See available Synthors at: https://apps.microsoft.com/store/search?hl=en-us&gl=US&publisher=Tataha%20Kim
A Synthor can present ideas or ‘thoughts’ of an author in response to statements, questions or comments from persons interacting with it.
A book is a collection of sentences that need to be read in sequence. This, indeed, is the main reason why people who are short of time, or with a deficit of attention, cannot read books, even if they want to. The company of a person who has read a book can partially compensate for someone who has not read the book. Reading a few lines at random from a book cannot be a replacement for the company of someone who has read the entire book. Similarly, looking up keywords from the index of a book will not provide a replacement. What then is the difference between the company of a person who has read a book as against other mechanical means of finding a relevant portion of a book?
The answer to this question lies in the stochastic nature of human thinking. The response of a human being to a statement, question or comment is constructed out of a ‘cloud’ of possible responses, the construction being dependent on prior knowledge, memory, recall andmood, among many other psychological or physical factors. As a result, the response to the same verbal stimulus may be different at different times. This variety is what attracts people to each other instead of to a mechanical algorithm that always produces the same response to a particular stimulus.
If conversation with a Synthor is to have even a semblance of the usefulness of a conversation with a person, its design must incorporate uncertainty. Here, we define a mind as a collection of thoughts, each thought being represented as one or more sentences. This definition is a purely functional one for the purpose of creating a Synthor and does not, necessarily, have any connection with what an actual mind is –if there is something called an ‘actual mind’.
Each sentence in the cloud of sentences that constitute a Synthor’s mind has an equal probability of becoming a response to a stimulus such as a statement, a comment or a question. However, context, keywords, and appropriateness (mood) determine the sentence, or sentences, that will be actually selected for response. In other words the probability of sentences appearing as a response are adjusted until a sentence or set of sentences ‘collapse’ into an actual response. This is analogous to the way the state of a fundamental particle in nature is revealed as the probabilities of many possible states collapse into one particular state in response to a measurement.
A Synthor consists of methods for determining the probable context for a conversation, extracting keywords that represent this context, then adjusting the probability of selection using a ‘mood’ that will represent the appropriateness of a response, and, finally, presenting the most probable response from a final list of high probability responses. In addition, each step in this selection process can be altered by the probability of forgetting to adjust a value. A Synthor with a mind consisting of the contents of just one book would respond as a whimsical but knowledgeable reader of that book.
I have created several Synthors and they are mostly available from the Microsoft Store because they work on the Windows platform. The Synthors available at this time (2022) are based on:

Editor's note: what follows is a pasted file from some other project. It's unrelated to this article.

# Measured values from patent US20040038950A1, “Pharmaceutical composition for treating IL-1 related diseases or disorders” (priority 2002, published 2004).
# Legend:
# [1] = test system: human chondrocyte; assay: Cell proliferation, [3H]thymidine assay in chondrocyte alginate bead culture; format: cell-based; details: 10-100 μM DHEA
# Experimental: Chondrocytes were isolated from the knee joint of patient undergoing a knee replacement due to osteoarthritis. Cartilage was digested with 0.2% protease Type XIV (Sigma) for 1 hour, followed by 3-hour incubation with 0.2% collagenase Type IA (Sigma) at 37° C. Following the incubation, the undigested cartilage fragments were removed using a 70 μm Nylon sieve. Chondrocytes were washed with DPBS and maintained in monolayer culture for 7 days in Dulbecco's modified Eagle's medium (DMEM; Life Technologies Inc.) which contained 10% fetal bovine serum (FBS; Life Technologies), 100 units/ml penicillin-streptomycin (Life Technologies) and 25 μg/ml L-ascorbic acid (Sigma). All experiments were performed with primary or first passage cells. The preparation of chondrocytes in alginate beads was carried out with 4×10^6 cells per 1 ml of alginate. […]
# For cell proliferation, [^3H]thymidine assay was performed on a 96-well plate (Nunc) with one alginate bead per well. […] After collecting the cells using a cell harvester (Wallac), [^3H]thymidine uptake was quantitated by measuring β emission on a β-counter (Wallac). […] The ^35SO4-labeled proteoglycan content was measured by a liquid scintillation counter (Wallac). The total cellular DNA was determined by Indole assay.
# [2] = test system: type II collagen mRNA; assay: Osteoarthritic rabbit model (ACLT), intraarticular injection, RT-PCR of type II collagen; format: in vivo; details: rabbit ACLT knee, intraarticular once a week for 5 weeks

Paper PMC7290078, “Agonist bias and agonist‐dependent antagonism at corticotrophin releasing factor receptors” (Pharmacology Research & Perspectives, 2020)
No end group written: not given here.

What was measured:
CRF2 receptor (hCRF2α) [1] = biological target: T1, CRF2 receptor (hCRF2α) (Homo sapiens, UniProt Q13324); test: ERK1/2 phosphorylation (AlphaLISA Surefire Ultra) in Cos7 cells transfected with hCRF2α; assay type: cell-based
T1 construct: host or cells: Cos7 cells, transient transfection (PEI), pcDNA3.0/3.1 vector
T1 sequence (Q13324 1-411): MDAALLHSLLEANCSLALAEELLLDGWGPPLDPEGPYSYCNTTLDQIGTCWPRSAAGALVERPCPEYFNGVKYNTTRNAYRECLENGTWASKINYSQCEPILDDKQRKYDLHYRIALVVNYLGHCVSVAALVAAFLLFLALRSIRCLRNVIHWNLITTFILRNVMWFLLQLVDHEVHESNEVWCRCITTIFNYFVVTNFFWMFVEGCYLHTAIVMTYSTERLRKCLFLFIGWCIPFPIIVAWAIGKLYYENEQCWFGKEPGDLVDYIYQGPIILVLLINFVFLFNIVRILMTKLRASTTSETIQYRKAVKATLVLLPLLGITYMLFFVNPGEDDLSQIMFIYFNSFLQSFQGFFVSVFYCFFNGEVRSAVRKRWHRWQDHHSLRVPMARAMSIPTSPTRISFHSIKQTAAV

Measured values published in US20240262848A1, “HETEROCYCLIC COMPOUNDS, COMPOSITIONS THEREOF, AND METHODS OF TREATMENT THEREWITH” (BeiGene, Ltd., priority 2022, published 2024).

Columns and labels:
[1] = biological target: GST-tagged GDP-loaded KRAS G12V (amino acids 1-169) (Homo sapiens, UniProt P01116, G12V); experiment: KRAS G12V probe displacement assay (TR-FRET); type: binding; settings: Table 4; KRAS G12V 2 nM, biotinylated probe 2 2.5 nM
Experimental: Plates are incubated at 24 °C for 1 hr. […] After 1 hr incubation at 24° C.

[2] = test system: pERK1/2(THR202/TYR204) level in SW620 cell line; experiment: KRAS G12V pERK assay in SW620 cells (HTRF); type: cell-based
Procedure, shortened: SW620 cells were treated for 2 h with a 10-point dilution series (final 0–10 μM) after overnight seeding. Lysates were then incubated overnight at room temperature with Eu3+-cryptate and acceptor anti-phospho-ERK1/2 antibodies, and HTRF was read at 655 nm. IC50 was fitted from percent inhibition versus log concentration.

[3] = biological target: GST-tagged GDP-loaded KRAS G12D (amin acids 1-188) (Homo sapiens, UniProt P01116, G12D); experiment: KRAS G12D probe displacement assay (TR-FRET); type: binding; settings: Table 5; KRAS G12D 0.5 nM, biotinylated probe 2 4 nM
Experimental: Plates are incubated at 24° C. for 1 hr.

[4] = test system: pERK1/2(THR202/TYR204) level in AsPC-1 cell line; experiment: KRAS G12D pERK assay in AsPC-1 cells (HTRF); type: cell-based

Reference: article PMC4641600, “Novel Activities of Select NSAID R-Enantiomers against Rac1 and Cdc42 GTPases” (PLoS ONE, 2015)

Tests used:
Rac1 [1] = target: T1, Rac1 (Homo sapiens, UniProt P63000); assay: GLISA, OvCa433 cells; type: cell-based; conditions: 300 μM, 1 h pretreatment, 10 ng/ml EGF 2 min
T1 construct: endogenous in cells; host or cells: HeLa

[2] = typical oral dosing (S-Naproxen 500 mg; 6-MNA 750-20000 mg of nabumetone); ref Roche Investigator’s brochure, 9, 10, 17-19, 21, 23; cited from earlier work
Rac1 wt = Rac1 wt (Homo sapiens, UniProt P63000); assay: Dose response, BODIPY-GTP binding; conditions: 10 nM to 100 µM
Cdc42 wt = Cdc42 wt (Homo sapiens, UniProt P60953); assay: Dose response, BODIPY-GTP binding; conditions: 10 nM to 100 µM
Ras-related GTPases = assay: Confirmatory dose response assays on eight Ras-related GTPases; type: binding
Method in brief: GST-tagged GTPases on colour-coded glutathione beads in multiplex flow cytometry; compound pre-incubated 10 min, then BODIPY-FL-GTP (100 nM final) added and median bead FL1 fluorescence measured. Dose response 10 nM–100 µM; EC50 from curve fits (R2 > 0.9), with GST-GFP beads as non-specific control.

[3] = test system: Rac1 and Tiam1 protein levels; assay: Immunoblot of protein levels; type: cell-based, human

1. The Rig Ved - The oldest text ever composed and transmitted down the ages orally, until they were written down around 1500 BCE. This Synthor responds in English but can also show you the original Sanskrit text and even chant it for you.
2. The Upanishads - These are extracts from the Vedas and are among the oldest codes of conduct for a billion people. Only, no one reads them and just go by what other people have told them about these ancient texts. This Synthor will show the relevant text in English and also the original text in Sanskrit.
3. The Bible - Our world is shaped by the Bible and the values advocated in it. But few read it in its entirety and even fewer remember its contents. This Synthor makes the Bible come alive like a person who quotes back at your questions or comments.
4. The Origin of Species - Among the most influential books of all time, Darwin's work is known to everybody but read by very few. Text chat with Darwin!
5. The Interpretation of Dreams - Our view of our selves and our minds is shaped by this work by Sigmund Freud. You can ask Freud questions and the Synthor will respond.
6. Critique of Pure Reason - Immanuel Kant's powerful philosophy enables us to balance reason with our senses and subjectivity. But Kant's prose is complex and you are unlikely to read the whole book. This Synthor can reduce that problem by bringing Kant to life to comment on what you say to it.
7. The Republic - Plato's timeless classic about Justice, Society and the State. The powerful dialogs of Socrates from all those thousands of years ago can be the most thought provoking you have ever encountered. This Synthor will text back at you witn the powerful arguments of those times.
8. The Geeta Synthor - This Synthor is based on the Bhagavad Geeta, that shapes the minds of billions of people, particularly from India. The timeless values described in the Geeta make it one of the most influential books of all time. This Synthor will enable you to interact with the Geeta in English and in Sanskrit, as well as listen to the Sanskrit verses. It makes the Geeta immensely useable for daily life. You can access the Geeta's message for yourself, without complex commentaries from other people.
I will add more Synthors when I can. If you are a teacher of RE or Philosophy, or just someone intereseted in these subjects, you might try these Synthors. Imagine asking Kant, Freud and the Bible about creation and reality!
To download Synthors, go to the Microsoft Store and search the word "Synthor". Good luck.